Le verbe « Suffire » est un verbe pénible à apprendre O.o

September 16th, 2012

D’accord, pendant je fais mes devoirs, je suis tombée sur le verbe irrégulier «Suffire», et quel mot!

D’ailleurs il est un verbe irrégulier et j’ai besoin d’apprendre le conjugation, il était aussi très difficile de travailler si j’avais besoin d’employer « à » ou « de » avec cet verbe avant un infinitif.

Alors, j’ai cherché l’internet et j’ai trouvé le suivant dans un forum qui m’a aidé:

I’m no native speaker but as I understand it:

“Il suffit de faire x à faire y.” means “Doing x is enough in order to do y.”

So, in this case, x is “what you need to do” while y is “the expected result”. The ambiguity arises in the translation because in English it looks the same :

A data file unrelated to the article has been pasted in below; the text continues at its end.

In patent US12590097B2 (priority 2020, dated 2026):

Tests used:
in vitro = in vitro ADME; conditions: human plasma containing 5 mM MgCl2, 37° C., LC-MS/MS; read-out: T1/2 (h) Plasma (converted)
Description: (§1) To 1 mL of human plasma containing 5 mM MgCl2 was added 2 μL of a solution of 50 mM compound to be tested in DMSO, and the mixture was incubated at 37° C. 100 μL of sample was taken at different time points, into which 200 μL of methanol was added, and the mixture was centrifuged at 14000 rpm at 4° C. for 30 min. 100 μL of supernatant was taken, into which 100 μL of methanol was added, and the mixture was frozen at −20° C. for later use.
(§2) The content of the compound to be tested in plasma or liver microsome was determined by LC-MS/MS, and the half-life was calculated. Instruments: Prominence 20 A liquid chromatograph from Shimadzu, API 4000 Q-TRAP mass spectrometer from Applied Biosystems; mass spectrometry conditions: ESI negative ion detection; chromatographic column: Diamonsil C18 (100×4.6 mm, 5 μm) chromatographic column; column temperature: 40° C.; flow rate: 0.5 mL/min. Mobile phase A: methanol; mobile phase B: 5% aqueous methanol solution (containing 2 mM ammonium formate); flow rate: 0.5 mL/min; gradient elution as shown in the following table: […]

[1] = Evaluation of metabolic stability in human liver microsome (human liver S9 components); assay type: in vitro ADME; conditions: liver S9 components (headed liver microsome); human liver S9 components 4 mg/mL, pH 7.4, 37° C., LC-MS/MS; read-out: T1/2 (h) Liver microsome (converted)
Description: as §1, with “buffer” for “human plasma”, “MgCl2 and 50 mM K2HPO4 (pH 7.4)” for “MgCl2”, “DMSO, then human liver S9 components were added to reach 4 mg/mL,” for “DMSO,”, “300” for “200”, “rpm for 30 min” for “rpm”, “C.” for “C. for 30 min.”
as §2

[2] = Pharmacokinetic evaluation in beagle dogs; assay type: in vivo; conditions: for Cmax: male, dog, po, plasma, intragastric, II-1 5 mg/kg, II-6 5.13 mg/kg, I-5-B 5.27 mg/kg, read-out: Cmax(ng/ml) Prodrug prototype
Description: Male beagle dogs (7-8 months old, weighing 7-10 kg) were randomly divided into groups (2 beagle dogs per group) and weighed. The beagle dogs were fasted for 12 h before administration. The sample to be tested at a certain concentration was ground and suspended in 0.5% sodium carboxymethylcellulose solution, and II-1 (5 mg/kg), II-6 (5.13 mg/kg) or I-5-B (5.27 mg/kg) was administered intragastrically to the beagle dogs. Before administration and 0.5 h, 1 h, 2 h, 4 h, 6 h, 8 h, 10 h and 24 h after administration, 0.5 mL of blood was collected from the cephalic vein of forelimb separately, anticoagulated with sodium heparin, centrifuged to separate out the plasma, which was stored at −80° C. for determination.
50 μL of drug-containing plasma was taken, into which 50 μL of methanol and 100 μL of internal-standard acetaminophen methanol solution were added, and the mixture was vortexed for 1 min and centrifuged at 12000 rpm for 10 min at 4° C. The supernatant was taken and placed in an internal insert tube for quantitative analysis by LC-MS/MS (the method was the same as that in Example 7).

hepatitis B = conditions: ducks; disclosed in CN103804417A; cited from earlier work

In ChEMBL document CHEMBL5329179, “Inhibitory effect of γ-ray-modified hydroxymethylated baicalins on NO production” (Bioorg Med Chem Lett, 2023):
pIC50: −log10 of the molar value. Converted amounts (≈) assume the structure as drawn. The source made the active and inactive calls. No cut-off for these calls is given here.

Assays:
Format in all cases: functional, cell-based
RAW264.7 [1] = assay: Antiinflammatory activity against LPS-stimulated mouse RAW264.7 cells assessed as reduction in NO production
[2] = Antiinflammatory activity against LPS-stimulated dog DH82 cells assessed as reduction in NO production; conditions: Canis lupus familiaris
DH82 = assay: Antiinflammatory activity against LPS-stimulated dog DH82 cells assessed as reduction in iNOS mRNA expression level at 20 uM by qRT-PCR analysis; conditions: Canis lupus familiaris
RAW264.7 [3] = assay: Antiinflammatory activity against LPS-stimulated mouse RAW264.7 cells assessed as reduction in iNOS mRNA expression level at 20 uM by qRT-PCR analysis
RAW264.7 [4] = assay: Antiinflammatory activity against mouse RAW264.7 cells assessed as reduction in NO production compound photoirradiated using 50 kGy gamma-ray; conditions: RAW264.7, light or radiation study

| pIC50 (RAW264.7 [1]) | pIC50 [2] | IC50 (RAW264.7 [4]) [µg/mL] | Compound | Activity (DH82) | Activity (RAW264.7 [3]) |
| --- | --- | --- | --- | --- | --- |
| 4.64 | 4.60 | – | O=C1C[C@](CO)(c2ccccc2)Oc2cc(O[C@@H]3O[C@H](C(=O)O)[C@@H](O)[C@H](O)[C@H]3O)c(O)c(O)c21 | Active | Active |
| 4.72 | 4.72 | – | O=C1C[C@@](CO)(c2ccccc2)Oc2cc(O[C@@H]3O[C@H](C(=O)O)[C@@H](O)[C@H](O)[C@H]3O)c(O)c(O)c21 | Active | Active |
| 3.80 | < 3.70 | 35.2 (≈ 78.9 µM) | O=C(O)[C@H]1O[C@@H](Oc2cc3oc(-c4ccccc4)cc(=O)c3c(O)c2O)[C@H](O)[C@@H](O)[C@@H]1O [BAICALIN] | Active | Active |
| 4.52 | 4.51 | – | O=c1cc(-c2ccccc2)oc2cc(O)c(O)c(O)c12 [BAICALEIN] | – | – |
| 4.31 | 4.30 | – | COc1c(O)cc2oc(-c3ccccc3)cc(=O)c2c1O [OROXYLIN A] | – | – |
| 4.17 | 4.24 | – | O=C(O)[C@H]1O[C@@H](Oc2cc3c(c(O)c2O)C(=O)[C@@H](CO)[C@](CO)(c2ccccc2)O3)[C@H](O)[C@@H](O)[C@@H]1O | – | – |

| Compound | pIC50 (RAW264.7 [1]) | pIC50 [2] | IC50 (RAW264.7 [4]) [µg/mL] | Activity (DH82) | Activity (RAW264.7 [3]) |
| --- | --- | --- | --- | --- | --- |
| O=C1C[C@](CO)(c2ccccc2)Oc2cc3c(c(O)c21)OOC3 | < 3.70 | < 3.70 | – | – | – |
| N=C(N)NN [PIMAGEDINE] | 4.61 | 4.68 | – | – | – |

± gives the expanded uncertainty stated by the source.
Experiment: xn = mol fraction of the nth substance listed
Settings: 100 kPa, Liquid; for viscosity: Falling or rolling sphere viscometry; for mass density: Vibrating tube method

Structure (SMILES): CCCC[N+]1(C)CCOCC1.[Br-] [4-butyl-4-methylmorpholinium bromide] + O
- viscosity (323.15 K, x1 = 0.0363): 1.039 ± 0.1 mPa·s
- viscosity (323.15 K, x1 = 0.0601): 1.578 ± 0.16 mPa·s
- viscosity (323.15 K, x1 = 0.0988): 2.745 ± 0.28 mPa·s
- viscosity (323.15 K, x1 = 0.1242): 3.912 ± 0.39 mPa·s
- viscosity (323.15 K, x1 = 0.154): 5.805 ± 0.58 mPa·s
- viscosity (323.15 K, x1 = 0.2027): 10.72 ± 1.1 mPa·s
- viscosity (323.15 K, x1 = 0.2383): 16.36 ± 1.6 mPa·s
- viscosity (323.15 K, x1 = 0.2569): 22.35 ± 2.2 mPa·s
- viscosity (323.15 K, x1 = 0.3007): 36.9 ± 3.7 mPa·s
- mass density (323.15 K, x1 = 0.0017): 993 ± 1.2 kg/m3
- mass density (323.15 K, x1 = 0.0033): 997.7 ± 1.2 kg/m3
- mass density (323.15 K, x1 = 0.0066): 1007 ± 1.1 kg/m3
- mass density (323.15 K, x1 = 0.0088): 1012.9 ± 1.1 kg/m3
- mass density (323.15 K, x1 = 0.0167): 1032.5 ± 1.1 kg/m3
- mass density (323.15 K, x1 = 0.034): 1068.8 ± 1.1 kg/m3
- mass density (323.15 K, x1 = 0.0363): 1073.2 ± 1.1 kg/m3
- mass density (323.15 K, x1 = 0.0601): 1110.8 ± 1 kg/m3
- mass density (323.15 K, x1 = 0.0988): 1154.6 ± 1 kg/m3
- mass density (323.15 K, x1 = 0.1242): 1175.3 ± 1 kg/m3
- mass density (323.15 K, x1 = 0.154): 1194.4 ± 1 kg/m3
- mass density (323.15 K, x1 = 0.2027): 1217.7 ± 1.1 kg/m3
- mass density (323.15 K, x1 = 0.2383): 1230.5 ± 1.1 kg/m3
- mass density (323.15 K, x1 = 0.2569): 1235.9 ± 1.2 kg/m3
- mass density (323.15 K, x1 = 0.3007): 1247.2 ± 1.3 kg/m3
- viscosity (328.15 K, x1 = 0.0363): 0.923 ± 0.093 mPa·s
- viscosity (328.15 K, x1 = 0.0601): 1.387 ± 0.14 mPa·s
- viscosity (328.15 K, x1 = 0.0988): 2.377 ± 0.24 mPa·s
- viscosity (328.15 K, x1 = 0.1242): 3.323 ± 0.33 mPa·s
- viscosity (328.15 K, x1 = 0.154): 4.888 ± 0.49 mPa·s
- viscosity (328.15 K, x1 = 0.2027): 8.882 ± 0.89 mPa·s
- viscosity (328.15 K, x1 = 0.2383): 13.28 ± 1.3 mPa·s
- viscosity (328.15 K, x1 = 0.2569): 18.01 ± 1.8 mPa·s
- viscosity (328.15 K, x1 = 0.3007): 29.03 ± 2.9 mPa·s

“You need to do this to do that.”

In fact, the first “to do” is an infinitive while the second “to do” means “in order to do”. That’s why “cela suffit à faire” in French can be replaced with “cela suffit pour faire”.

So in your examples:

“Un rien suffit à le mettre en colère.” is “Nothing at all is enough to set him off.”
(“setting him off” is the result. It’s not what needs to happen for the condition to be fulfilled, it’s what happens if the condition is fulfilled.)

“Il suffit de me téléphoner.” is “You just have to call me.”
(“calling me” is all that needs to happen. What results from that is unstated.)

“Le vin n’a pas suffit pour me réchauffer.” is “The wine wasn’t enough to warm me up.”
(In this last example, “warming me up” is the desired result of drinking wine.)

Does that sound right, French natives?

Vous pouvez voir le post original ici.

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